But, being excluded, she remained pure except for smoking which was the only way she could feel like part of the cool group. Have a cigarette; no have one of mine.
So, a few years later when she began nursing training, she morphed into me and I still smoked but not, of course, where I could be seen. When a prisoner was escorted into the hospital one fine sunny morning by a contingent of police officers, hats on, very official, we were informed the man was a criminal. During a transfer to the city for a court appearance, attempting to escape, he had thrown himself out of a prison van. Apparently he had injured his spine.
First, he needed to be mopped, sutured, and put into a bed. A police guard of two stayed although the man couldn’t walk. I got my first opportunity to see him the next day on doctor’s rounds. We had three doctors in the hospital, though none were in the hospital except for rounds or emergencies. One was old, over forty and charming, one was a younger married man with two children and an ego to trip over, and the last was a learner doing his first locum. Dishy.
Dr Ego was the man in charge that day and he delighted in lecturing young nurses. He had a need to be smarter than someone. So, he showed the crowd of nurses he had gathered around to hear every pearl of wisdom that dripped from his sanctimonious lips how to test where, or how badly, the prisoner was injured. This is very technical and involves running a safety pin (I think he used the handle of my scissors that day because no one had a safety pin) along the outer edges of the foot. If the toes curl, the prisoner has been faking so that he can stay in bed all day and not go to jail.
His toes didn’t move and so officially he had a problem with his spine, though not a bad one, Dr Ego thought. Nevertheless, the two policemen remained to guard him. We pretended they weren’t there and went about our jobs. Privately, we thought it was hilarious that a man who was clearly bedbound and who had one leg tied into a Thomas splint (that’s on a frame and elevated by a rope) would need two guards. The prisoner was very polite and nice and in dreadful pain. Poor criminal.
He had test after test and it was said he would recover with the pressure taken off his spine, using the splint and bed rest for a few months. Eventually, even the police had to agree that he wasn’t going anywhere and in a few days he only had one guard, who got himself distracted by a nurse. The big boss policeman heard of this and we all had to line up for a lecture, because clearly nurses mustn’t distract policemen. I believe the lads also had a lecture that went the same way; we were distracting them. Women are a terrible danger. That’s the way of the world. Sigh.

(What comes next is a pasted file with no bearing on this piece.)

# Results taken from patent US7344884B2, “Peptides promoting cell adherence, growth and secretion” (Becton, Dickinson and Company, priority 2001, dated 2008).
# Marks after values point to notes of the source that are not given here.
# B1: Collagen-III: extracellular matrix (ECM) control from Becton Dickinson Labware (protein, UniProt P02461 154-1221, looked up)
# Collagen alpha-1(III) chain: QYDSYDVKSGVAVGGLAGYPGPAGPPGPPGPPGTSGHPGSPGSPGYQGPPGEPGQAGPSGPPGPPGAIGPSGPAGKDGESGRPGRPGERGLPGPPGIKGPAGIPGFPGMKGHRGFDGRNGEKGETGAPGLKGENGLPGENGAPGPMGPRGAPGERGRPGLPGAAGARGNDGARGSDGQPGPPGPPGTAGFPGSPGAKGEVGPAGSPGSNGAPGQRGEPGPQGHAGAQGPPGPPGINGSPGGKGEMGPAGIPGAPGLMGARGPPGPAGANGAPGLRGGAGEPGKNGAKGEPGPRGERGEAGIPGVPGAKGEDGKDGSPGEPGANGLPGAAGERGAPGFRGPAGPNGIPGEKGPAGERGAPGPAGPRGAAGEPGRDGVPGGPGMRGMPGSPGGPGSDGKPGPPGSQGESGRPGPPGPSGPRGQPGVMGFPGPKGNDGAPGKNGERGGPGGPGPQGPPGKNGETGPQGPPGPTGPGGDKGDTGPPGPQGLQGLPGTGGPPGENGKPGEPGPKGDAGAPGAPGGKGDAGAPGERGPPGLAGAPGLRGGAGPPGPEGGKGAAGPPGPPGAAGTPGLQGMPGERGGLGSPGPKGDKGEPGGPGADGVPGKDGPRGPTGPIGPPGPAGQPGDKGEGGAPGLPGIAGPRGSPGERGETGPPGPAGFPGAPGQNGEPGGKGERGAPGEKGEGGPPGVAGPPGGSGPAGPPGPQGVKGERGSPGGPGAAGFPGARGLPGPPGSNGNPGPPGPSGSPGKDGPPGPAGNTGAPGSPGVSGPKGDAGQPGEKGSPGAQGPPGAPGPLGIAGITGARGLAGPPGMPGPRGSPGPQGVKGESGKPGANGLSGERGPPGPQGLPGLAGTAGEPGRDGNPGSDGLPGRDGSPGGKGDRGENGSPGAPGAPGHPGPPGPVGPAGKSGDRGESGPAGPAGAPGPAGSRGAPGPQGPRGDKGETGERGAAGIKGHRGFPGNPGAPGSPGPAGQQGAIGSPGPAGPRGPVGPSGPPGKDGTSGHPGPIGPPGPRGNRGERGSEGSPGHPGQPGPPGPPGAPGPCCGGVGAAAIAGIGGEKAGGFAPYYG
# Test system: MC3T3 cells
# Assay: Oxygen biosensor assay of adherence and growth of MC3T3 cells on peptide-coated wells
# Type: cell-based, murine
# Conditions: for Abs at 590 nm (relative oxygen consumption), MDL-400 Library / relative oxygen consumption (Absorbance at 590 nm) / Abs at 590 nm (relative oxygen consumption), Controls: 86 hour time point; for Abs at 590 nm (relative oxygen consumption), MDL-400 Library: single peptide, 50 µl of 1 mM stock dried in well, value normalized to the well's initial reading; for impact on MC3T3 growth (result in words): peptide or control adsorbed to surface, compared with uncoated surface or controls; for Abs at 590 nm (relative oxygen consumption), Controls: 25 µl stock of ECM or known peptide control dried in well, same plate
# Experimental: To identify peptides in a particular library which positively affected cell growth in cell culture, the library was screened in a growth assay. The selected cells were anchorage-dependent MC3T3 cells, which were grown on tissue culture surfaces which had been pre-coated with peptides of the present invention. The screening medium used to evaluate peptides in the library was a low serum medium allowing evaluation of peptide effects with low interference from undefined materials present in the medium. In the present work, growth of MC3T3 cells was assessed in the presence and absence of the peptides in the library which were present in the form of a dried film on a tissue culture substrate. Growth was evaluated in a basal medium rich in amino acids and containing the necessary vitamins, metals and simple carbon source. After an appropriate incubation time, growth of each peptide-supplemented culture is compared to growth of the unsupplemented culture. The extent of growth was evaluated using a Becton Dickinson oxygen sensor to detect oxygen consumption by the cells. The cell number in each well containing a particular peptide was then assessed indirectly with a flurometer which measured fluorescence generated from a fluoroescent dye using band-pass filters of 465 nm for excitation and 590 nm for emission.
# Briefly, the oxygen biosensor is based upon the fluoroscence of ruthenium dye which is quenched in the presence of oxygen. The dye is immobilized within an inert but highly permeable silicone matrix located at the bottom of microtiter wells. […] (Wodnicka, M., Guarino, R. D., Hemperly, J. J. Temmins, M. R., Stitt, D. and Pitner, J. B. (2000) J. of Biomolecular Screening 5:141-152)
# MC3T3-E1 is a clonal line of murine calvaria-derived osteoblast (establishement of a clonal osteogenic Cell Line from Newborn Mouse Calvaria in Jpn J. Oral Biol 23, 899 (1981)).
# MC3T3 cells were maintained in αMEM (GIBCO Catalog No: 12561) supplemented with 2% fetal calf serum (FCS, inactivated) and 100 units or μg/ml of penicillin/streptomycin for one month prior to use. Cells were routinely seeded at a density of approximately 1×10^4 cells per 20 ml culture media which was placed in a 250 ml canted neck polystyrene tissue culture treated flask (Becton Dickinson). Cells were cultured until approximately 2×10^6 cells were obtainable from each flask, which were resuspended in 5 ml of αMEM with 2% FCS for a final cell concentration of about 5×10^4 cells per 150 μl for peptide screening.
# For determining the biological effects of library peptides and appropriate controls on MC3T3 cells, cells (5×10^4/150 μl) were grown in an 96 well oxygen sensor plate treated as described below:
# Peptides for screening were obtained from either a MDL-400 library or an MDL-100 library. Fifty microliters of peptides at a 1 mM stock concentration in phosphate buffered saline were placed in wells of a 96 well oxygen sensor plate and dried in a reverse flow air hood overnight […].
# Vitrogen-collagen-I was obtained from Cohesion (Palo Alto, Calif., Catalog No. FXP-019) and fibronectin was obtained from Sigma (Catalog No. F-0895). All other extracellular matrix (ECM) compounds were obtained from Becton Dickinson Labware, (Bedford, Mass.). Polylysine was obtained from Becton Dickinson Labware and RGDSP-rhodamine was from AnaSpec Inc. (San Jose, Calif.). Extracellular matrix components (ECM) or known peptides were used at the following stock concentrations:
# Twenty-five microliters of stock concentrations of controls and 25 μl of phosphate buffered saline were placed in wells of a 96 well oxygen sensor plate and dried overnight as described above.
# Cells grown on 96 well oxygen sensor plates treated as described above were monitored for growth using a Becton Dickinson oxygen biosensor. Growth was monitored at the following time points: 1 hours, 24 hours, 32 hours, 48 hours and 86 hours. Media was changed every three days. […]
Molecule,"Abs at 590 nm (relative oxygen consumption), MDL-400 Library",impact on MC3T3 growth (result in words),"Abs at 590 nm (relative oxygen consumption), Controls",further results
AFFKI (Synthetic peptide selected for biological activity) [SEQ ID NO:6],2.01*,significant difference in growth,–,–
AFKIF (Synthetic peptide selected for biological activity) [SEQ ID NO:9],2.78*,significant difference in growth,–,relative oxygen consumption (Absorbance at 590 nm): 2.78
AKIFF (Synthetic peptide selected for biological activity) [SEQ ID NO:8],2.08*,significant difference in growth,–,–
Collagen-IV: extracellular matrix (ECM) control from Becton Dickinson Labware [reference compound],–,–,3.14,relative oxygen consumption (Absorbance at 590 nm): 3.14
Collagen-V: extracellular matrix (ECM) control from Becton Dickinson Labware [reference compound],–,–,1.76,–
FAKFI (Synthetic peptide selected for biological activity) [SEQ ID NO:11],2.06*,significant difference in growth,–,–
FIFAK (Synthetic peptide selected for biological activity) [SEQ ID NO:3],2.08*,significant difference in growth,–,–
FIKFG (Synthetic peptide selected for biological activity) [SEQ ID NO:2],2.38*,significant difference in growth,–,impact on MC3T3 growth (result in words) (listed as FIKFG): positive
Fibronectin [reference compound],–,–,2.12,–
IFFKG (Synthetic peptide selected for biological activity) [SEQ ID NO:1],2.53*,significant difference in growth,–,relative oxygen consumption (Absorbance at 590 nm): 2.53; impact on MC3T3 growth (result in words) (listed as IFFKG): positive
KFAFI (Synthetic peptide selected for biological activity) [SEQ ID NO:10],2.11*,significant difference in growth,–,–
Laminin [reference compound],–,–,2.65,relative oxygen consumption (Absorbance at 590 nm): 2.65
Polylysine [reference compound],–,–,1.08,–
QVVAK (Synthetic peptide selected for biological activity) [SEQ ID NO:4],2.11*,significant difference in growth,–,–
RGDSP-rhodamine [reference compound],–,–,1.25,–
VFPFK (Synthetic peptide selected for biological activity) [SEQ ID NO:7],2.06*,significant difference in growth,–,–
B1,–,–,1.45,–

So, the last guard was removed and we finally got to talk to the prisoner, who turned out to be a really nice man, polite, cooperative. Everyone liked him. We were never told what his crime was. Seemingly, that would have been a breech of something. We began to rehabilitate him and this next stage was expected to take some weeks.
He was incredibly helpful. In those days we had big wards and he was in the men’s, which I think slept ten. Two of those ten had heart problems, no relatives, and no one to take care of them, which made them long term patients. Another had dementia and yet another was an alcoholic who regularly came in drunk, got sober with a tipple of hospital brandy to settle him for the night, and went home to get drunk again. The prisoner watched over those guys, made sure they ate, and earned the respect of us all. I thought we should put him in charge of the hospital because he was running the wards better than Matron. Because he watched for the problems, we could get breaks, especially when he began to mobilise on crutches.
On yet another fine sunny morning, the wards being quiet, I had a break with another nurse at the back of the laundries where we could smoke without being seen. The prisoner was exercising outdoors on his crutches and he waved at us and called out, fine day, and we smiled and waved back.
We never saw him again. No, no, Matron. We didn’t see him. He vanished into thin air.
The crutches were found not too far away and from there he had taken flight. We were very poor criminals. Everyone knew we smoked behind the laundries but the hard evidence of the butts convicted us. So, the powers knew we had taken an unsanctioned break, giving the crim the opportunity to escape. We never mentioned his last wave to us, bye bye, see ya on the Gold Coast, gels. He had fooled everyone for three months.
His was a really great escape.